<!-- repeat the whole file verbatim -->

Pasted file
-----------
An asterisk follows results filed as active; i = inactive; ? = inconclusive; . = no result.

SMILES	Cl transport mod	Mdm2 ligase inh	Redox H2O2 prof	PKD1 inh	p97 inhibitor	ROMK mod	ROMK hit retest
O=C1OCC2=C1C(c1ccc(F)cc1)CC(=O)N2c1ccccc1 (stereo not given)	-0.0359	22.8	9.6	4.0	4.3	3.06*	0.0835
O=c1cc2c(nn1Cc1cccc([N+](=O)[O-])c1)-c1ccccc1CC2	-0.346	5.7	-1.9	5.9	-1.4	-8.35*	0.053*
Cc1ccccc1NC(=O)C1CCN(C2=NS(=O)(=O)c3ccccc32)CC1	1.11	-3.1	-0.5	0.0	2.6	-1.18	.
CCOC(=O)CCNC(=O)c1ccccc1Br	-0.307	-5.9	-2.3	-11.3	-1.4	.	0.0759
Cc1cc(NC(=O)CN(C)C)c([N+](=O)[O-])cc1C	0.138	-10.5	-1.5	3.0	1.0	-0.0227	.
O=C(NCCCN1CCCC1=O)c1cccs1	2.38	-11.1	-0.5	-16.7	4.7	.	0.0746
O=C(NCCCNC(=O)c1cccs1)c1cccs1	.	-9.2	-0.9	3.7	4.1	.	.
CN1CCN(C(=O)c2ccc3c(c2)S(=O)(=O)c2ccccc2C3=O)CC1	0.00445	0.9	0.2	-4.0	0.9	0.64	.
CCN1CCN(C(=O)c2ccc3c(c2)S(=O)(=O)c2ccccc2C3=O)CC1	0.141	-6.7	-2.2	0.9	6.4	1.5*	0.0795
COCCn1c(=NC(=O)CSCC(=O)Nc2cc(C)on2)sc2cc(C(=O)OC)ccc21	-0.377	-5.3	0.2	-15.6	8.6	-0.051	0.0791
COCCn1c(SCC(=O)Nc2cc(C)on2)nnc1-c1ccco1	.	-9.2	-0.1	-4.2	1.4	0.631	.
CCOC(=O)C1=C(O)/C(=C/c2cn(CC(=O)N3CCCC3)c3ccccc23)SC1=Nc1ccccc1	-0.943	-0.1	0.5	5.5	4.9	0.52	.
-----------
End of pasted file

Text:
An asterisk follows results filed as active; i = inactive; ? = inconclusive; . = no result.

SMILES	Cl transport mod	Mdm2 ligase inh	Redox H2O2 prof	PKD1 inh	p97 inhibitor	ROMK mod	ROMK hit retest
O=C1OCC2=C1C(c1ccc(F)cc1)CC(=O)N2c1ccccc1 (stereo not given)	-0.0359	22.8	9.6	4.0	4.3	3.06*	0.0835
O=c1cc2c(nn1Cc1cccc([N+](=O)[O-])c1)-c1ccccc1CC2	-0.346	5.7	-1.9	5.9	-1.4	-8.35*	0.053*
Cc1ccccc1NC(=O)C1CCN(C2=NS(=O)(=O)c3ccccc32)CC1	1.11	-3.1	-0.5	0.0	2.6	-1.18	.
CCOC(=O)CCNC(=O)c1ccccc1Br	-0.307	-5.9	-2.3	-11.3	-1.4	.	0.0759
Cc1cc(NC(=O)CN(C)C)c([N+](=O)[O-])cc1C	0.138	-10.5	-1.5	3.0	1.0	-0.0227	.
O=C(NCCCN1CCCC1=O)c1cccs1	2.38	-11.1	-0.5	-16.7	4.7	.	0.0746
O=C(NCCCNC(=O)c1cccs1)c1cccs1	.	-9.2	-0.9	3.7	4.1	.	.
CN1CCN(C(=O)c2ccc3c(c2)S(=O)(=O)c2ccccc2C3=O)CC1	0.00445	0.9	0.2	-4.0	0.9	0.64	.
CCN1CCN(C(=O)c2ccc3c(c2)S(=O)(=O)c2ccccc2C3=O)CC1	0.141	-6.7	-2.2	0.9	6.4	1.5*	0.0795
COCCn1c(=NC(=O)CSCC(=O)Nc2cc(C)on2)sc2cc(C(=O)OC)ccc21	-0.377	-5.3	0.2	-15.6	8.6	-0.051	0.0791
COCCn1c(SCC(=O)Nc2cc(C)on2)nnc1-c1ccco1	.	-9.2	-0.1	-4.2	1.4	0.631	.
CCOC(=O)C1=C(O)/C(=C/c2cn(CC(=O)N3CCCC3)c3ccccc23)SC1=Nc1ccccc1	-0.943	-0.1	0.5	5.5	4.9	0.52	.